Decorating with External Data

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While working on a project I realized one particular solution was a pretty good way to demonstrate the decorator design pattern together with some of PHP5’s features, including abstract classes, interfaces, type hinting, the final keyword and the visibility of properties and methods. This article is intended for those of you who, like myself, are moving from object-oriented programming, including some use of design patterns, in PHP4, to the more complete object model of PHP5. Part of the reason for writing it, was to get to grips with most of these concepts myself, I had also wanted to demonstrate an example of the use of the decorator that involved interaction with an external data source.

The Problem: Additional Pizza Toppings

You’re building an online ordering system for Joe, the owner of “Beaches Pizzeria”. So far, you’ve gotten your various products sorted into categories, like Pizza, Pasta, etc., then you’ve broken down the Pizza products into the different types, like Beaches Special, Seafood Supreme, Four Seasons, Tandoori, etc., and you’ve further broken those down into their sku’s (stock keeping units) like small, medium, large, etc.

So far, so good and you proudly take it along to the client:

“But what about the additional toppings?” Joe asks.
“Mmm… how about we add those to the list of sku’s?” you reply nervously.
“So you’re expecting me to list every single pizza, with every single combination, in one huge list which people have to choose from?!” snaps Joe.
“Ah, I… I erm…” you stammer.

At this point, you experience that cold panic brought on by suddenly discovering the time vacuum in your original estimate of the project!

The Solution: Decorate

To keep things simple, lets focus on “decorating” a Large “Beaches Special” Pizza. We’re going to grab the data from Beaches Pizzeria’s database using a query like so:

This returns the following rows:

The Code

You had already written an Sku class which included accessor methods like getId(), getName(), getCost() returning values like "21", "Beaches Special", "10.00", for our example pizza. It’s quickly obvious that each additional topping, which we will refer to as an sku variation, will need to have the same methods. To ensure this happens we are going to use an interface which will act as a sort of obligatory template, forcing any concrete classes to implement its methods:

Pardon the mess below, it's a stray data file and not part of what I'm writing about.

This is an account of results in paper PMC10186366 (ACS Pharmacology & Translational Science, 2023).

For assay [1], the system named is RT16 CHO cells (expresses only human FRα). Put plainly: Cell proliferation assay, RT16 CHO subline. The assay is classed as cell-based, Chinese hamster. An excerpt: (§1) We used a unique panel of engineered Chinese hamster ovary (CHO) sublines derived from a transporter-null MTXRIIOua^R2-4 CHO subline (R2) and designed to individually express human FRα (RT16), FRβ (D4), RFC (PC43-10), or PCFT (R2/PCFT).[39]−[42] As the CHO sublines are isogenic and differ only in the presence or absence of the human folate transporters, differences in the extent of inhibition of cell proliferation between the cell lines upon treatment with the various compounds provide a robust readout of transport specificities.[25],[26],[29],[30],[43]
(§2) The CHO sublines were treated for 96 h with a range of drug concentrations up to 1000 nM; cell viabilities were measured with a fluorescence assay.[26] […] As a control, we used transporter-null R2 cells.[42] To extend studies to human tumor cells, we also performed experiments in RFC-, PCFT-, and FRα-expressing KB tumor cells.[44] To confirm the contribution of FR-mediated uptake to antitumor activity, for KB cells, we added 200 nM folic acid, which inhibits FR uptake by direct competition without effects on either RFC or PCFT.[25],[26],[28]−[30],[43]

Our Sku class can now implement this interface:

Now we can introduce our Decorator class which is going to implement the sku interface:

At this point you may have some questions about a few of the choices so far which I’ll pause to answer:

Why was an interface chosen for Sku_Interface?

If Sku was to extend an Sku_Abstract class it would no longer be able to extend any other class because PHP does not allow multiple inheritance. Since our aim is only to ensure that Sku includes a few methods, an interface serves as a gentler and more flexible option.

Why was an abstract chosen for Sku_Decorator?

First, Sku_Variation is unlikely to need to be extended by any other class so we can safely use an abstract rather than an interface.

Why do we need a separate decorator class at all?

In this instance we probably could just have Sku_Variation implement Sku_Interface directly, but by doing so we would be narrowing our options before we’re sure of what will be needed now and in future development. It’s also used, in this case, to discontinue the getStockLevel() method by making it final and empty, since it’s not needed by the sku variation and we don’t want to alter Sku_Interface.

With those answers hopefully making things a little clearer we can move onto the concrete class Sku_Variation. Note the way the object we intend to decorate is passed in through the constructor and the use of type hinting to ensure it is an instance of Sku_Interface. Our implemented methods getId(), getName() and getCost() can then reliably use the objects corresponding methods.

The Conclusion

All that is left is to put it all to work and get some output. First we’ll generate some simple info about the Sku object itself:

Then we will decorate it and show the cumulative effect on the id, name and price of the sku:

Finally, the resulting output is:

You can see how each sku variation “decorates” the previous one and yet, because we are drawing the data from an external source, we can avoid the complexity of having many small classes which can be a side-effect of using the decorator pattern. This is of course, just one example, but I find that reading different approaches to a design pattern can really help clarify it. Hopefully this will be one of those cases and I’d be interested to hear any examples, corrections or suggestions you may have.

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Cooked up by Nick Lo | Ingredients